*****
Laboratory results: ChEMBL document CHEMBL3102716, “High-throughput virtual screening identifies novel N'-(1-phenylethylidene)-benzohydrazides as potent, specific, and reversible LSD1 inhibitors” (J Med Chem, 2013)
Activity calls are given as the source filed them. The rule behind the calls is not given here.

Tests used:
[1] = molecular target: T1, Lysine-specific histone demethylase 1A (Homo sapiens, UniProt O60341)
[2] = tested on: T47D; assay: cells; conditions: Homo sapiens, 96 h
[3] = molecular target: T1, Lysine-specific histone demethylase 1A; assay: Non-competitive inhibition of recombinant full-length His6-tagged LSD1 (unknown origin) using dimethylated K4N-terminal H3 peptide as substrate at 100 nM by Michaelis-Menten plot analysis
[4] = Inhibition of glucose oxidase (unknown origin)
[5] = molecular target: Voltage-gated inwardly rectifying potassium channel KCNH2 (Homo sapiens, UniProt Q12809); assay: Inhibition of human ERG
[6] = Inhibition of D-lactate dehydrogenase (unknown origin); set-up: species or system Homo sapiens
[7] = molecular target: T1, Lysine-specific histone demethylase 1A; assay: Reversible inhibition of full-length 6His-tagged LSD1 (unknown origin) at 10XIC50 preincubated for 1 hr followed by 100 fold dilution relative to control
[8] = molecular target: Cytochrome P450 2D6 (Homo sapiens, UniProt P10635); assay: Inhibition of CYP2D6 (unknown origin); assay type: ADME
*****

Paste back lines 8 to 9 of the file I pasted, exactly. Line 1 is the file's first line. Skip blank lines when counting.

[5] = molecular target: Voltage-gated inwardly rectifying potassium channel KCNH2 (Homo sapiens, UniProt Q12809); assay: Inhibition of human ERG
[6] = Inhibition of D-lactate dehydrogenase (unknown origin); set-up: species or system Homo sapiens